How we lost $3K to debit card hackers

A funny thing happened while we were on the road in spring for Denise’s book tour: one of our debit cards got cloned and sold to someone overseas, who ending up racking up $3,000 in charges before we spotted the discrepancies and had our bank shut down the card.

We got all the money back, so don’t worry. This is not one of those stories. But it is a cautionary tale in the sense that it’s the first time this has happened to us, and everything I’ve learned in the past month or about the process has me pretty shaken.

You know what this swiper thingie is, right? You’ve seen them, used them, they’re everywhere. It’s a point-of-sale magnetic stripe reader. This is the side-swipe model. Others require you to “dip” the card with a swift, in-and-out motion.

Every time you use a magstripe reader to make a purchase, the critical data on your card is sent to your bank, which either okays or denies the purchase. Hackers can access that same data with a handheld device or they can team up with a crooked merchant to install a stripe reader which retains your data. The data can then be transferred to a new card and sold to a not-so-innocent third party.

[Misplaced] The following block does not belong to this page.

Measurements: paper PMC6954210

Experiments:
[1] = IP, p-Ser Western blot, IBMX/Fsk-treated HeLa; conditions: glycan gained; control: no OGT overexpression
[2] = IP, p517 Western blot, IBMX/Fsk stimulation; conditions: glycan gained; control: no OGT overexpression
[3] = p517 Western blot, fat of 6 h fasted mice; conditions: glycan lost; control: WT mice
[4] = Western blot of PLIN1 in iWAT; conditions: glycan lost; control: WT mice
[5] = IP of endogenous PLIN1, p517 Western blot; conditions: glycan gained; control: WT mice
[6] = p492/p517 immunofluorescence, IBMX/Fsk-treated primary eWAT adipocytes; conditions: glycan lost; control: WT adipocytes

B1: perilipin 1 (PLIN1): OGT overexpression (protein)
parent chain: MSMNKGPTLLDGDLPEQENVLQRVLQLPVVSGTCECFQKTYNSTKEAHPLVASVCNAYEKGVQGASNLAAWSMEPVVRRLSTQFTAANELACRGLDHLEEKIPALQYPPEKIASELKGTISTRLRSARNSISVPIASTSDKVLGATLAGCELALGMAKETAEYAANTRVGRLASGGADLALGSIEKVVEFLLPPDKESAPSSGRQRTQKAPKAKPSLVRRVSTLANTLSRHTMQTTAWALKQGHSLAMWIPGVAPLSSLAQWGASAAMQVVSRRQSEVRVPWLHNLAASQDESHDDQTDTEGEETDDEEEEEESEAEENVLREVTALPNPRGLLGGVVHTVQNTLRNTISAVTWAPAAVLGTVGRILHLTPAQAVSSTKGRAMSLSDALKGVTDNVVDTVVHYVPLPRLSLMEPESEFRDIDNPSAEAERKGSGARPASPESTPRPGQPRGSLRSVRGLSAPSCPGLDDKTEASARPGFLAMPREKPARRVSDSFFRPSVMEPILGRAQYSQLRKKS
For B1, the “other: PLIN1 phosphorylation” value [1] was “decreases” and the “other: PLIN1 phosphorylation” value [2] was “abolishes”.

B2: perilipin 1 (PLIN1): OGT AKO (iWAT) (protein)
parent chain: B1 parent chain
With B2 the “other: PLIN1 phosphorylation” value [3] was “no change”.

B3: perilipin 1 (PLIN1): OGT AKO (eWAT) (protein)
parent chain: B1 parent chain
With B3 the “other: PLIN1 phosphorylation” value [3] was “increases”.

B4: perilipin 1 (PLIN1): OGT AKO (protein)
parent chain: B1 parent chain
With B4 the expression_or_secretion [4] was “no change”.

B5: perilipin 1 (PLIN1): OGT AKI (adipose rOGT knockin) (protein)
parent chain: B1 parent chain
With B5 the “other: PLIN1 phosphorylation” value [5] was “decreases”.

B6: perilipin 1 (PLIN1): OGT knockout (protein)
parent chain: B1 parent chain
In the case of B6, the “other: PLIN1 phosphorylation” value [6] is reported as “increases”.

When we’re on the road, we use our cards more than we do at home. We buy gas, food, lodging, etc. And because we’re always in a hurry,  we don’t typically stop to think about the kinds of places we are patronizing. Nor did we think very much about letting our cards leave our sight.

What’s scary about this kind of theft is that the critical moment o’ theft could be visible or totally invisible.

A visible theft: A bartender asks if we want to run a tab and sticks the card in a little cup behind the bar, and another employee or manager steals the data with a handheld device. Or a gas station clerk in NJ—one of the last states which do not permit you to pump your own gas—takes our card while we’re still sitting in our vehicle, not paying attention, and swipes it twice—once on the legit device to pay for your gas, and once again on a handheld to steal the data.

An invisible theft: The magstripe reader has already been compromised because the managers or owners of the establishment is in cahoots with the hackers. You swipe the card to pay and your data is instantly stolen—yet the card has never left your hand.

How do you fight this?

It’s tough. You can switch back to cash. You can swipe only at places you know and trust. You can be hyper-vigilant about downloading your bank charges on a regular basis and checking for suspicious activity. You can call your bank/credit card company to let them know when you’re leaving town. You know—all the stuff people tell you to do but you never do because you think it’ll never happen to you.

Well, it happened to us.

Now we’re warier, wiser, more delightfully paranoid.

And I just thought I’d share.